As previously mentioned, the PROM 73 is programmed to produce at least as many pulses as are required to identify the particular instants at which one or more predetermined stores or sets of stores are to be jettisoned. After the last such pulse has been output by the flip-flop 107, the sequential logic circuit 21 outputs an appropriate latch reset signal on line 65, to restore the encoder 11 to its initial state, with the relay A de-energized and the flip-flop 107 in its reset state.
This resetting is accomplished using a second flip-flop 111, which is clocked by the same clock signal as the first flip-flop 107, but which has as its data input a signal supplied on line 113 from the Q1 terminal of the PROM 73. This Q1 signal corresponds to the second least significant bit of the information successively addressed in the PROM, and it is programmed to remain continuously in the logical zero state until the last pulse in the pulse sequence signal has been produced, at which time it changes to the logical one state. The Q output terminal of the flip-flop 111, which follows the Q1 signal, is connected via line 115 to an inverter 117, to produce the latch reset signal for output on line 65.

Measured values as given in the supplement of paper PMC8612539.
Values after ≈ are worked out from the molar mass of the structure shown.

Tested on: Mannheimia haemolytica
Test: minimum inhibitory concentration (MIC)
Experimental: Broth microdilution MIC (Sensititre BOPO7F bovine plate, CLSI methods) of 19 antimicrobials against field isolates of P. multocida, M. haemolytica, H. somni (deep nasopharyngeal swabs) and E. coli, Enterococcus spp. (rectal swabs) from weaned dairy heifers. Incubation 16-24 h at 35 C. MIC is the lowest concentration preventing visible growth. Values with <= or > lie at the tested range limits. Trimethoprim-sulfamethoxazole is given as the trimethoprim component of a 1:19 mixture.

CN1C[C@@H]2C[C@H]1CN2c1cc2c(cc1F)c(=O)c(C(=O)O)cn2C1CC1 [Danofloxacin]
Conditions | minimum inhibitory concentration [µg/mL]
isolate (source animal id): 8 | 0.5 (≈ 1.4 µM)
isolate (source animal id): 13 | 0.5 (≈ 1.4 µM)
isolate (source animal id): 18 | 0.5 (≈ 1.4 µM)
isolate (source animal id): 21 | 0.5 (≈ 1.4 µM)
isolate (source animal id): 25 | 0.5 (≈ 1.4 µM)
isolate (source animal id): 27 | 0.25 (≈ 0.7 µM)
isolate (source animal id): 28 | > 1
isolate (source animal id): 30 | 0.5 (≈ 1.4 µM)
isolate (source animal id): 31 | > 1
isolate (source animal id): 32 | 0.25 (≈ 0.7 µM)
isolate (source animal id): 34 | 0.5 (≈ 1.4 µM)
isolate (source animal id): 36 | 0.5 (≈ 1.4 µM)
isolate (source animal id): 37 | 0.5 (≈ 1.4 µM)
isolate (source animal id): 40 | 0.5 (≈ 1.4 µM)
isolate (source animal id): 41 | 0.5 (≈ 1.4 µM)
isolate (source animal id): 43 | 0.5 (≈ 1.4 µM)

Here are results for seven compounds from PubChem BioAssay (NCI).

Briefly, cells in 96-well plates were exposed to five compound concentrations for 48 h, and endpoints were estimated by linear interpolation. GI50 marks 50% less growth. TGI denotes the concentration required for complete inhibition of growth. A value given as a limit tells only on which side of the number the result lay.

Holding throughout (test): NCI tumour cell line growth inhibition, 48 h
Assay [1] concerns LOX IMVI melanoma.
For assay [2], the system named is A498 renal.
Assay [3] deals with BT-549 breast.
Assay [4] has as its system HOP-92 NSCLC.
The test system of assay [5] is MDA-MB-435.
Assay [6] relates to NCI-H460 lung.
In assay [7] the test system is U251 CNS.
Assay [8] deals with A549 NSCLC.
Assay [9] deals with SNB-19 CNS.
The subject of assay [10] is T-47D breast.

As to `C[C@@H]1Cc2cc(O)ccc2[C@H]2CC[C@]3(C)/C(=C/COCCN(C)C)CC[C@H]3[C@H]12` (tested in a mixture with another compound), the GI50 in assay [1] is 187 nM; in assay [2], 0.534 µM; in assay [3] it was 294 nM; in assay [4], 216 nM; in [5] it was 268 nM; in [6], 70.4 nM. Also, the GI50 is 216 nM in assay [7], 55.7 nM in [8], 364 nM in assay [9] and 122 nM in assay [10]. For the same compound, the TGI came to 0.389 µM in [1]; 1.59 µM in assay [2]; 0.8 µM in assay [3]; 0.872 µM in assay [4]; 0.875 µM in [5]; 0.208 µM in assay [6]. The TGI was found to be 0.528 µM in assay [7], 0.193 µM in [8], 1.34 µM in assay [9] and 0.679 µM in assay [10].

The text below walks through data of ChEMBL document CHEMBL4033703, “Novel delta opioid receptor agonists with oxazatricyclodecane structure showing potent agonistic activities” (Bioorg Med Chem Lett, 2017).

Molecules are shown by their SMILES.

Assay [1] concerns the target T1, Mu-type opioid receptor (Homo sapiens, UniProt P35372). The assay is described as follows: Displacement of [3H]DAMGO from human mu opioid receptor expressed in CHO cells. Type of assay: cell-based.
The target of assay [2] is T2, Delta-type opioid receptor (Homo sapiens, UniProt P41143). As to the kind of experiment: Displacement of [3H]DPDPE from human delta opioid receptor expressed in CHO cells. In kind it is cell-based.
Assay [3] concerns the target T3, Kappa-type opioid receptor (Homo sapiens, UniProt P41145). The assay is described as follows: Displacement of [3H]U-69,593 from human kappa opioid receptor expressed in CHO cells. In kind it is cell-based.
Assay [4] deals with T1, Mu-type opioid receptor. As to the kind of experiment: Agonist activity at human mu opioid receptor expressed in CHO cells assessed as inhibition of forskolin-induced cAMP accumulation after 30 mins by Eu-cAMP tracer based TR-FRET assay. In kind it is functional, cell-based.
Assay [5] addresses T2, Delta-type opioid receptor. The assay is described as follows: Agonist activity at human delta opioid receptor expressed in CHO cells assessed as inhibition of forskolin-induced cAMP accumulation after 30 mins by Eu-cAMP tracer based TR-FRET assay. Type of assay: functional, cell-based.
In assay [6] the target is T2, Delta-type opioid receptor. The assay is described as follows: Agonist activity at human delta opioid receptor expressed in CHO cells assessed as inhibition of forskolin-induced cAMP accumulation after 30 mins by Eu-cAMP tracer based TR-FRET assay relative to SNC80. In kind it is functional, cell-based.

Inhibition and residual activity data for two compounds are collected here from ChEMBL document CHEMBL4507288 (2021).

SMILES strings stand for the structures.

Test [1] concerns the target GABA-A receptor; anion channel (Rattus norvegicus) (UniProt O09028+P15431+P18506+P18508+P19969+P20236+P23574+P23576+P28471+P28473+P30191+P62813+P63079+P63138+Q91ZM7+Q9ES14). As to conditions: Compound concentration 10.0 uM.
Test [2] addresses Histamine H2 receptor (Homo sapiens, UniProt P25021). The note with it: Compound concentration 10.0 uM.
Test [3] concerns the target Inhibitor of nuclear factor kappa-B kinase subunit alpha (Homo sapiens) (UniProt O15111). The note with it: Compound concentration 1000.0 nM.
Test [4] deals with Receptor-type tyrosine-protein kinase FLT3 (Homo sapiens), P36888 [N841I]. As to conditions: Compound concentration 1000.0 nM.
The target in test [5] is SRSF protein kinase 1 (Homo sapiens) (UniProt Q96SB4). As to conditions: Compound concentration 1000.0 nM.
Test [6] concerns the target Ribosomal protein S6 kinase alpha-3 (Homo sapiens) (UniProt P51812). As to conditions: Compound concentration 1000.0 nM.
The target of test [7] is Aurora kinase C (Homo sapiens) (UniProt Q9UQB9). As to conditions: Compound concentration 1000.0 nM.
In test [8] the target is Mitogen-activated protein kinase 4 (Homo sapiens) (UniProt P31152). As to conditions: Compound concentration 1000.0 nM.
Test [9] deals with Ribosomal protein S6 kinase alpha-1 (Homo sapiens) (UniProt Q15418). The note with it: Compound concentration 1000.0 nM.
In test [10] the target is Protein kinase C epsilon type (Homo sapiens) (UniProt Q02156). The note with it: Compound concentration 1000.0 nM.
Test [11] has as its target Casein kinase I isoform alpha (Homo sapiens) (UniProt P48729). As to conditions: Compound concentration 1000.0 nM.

As mentioned above with reference to FIG. 1, the latch reset signal drives the base of the transistor 63 connected in series with the relay A. When this signal changes to the logical zero state, the transistor is turned off and the relay is therefore de-energized. This opens the relay contacts A1, to remove the 28-volt supply voltage from the upper terminal of the relay A. Since the contacts A1 do not open until the current flowing through them has decayed to a small value, contact wear is minimized.